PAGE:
In need of training
Arland Wiliams, Jr. was forty-seven-year-old bank examiner for the Federal Reserve System of Atlanta. Arland served in a stateside position in the military for two years, before going into banking.
On January 13th, 1982 life as Arland Williams, Jr. knew it would change when he boarded Air Florida Flight 90, headed to Fort Lauderdale and minutes after takeoff, Air Florida Flight 90 crashed into the Potomac River. The plane failed to gain altitude and crashed into the 14th bridge not far from the Washington International Airport. Seventy-eight passengers on board the plane and four motorists on the bridge were instantly killed. Six survivors managed to cling to the tail of the plane in freezing water, while their loved ones dead bodies floated near them. Although not far from the shore, ice trapped the survivors and was not able to swim the short distance.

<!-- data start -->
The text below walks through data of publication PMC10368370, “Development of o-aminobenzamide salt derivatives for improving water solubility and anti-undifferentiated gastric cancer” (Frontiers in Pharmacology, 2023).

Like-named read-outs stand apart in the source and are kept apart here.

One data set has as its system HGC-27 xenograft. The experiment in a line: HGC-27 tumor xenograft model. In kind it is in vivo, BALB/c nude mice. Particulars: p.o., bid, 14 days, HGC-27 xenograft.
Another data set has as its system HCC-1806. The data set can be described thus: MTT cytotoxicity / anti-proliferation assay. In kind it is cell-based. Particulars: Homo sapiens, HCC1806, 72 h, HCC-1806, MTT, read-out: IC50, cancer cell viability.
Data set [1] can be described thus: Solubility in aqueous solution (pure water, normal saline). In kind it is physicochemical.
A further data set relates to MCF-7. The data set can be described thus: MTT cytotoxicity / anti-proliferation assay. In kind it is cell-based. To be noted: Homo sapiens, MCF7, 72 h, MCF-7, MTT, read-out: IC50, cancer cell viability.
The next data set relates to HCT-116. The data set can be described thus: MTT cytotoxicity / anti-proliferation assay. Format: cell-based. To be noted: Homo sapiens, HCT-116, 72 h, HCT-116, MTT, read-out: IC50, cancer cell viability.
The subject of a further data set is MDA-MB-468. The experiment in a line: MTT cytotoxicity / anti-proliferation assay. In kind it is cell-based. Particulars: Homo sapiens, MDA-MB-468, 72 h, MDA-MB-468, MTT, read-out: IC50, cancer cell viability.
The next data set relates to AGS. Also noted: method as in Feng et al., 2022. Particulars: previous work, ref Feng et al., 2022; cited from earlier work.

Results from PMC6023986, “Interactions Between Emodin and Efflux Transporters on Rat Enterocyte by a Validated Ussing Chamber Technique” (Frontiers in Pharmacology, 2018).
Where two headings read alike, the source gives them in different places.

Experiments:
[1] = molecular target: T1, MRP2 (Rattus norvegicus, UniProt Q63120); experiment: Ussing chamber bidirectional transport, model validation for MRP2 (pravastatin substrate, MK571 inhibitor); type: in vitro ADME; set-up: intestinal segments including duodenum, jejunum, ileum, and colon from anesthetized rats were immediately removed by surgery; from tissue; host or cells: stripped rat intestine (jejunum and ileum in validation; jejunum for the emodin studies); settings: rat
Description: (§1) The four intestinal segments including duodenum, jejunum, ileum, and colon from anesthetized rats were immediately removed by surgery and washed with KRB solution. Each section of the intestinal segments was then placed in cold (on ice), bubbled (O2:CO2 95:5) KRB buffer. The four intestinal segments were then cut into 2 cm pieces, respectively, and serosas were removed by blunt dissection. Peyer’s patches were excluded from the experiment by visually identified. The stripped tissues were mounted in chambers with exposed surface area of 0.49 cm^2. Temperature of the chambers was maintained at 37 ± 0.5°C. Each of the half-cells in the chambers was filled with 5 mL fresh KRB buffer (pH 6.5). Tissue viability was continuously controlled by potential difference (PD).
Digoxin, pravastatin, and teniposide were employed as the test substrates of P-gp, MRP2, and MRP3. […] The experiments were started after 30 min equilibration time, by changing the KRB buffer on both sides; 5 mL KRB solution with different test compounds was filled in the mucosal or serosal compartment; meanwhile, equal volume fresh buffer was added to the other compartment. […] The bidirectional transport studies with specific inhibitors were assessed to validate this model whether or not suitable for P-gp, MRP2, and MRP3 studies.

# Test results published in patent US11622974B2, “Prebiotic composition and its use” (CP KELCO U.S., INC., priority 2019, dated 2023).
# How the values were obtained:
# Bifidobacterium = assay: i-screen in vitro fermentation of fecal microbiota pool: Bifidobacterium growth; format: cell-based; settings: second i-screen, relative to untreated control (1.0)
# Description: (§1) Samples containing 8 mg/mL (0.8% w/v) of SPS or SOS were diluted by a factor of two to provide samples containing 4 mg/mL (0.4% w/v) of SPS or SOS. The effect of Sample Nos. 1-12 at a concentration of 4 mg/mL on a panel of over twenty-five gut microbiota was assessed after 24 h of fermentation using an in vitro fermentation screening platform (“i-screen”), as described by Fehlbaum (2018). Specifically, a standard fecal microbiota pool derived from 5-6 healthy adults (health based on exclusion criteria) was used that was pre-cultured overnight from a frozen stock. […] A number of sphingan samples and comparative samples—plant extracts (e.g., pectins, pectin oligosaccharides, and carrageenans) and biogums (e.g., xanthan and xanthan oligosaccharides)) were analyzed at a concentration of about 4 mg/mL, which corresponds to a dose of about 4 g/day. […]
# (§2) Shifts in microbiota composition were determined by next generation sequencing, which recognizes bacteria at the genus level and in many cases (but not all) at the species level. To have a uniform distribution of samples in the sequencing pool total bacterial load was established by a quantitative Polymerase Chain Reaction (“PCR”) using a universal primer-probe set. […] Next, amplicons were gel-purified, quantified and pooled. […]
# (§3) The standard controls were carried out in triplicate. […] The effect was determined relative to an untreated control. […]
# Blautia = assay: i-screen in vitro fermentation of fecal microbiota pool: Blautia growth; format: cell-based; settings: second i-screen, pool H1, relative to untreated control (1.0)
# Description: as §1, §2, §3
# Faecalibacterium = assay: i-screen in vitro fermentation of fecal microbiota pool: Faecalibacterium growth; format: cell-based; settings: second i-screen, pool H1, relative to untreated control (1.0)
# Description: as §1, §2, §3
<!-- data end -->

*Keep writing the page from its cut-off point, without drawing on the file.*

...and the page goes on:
After 20 minutes of agonizing pain, a rescue chopper managed to get to the survivors. One the six survivors were, Arland William, Jr. passed over his turn for rescue, giving the life ring to others. Arland continued to pass the life ring to save the people around him. Three times Arland passed up the chance to save his own life, and ultimately he sacrificed his for others - he died that day in the icy waters of the Potomac River.
Submitted by, Tknique Allen
Understanding Prosocial Leadership
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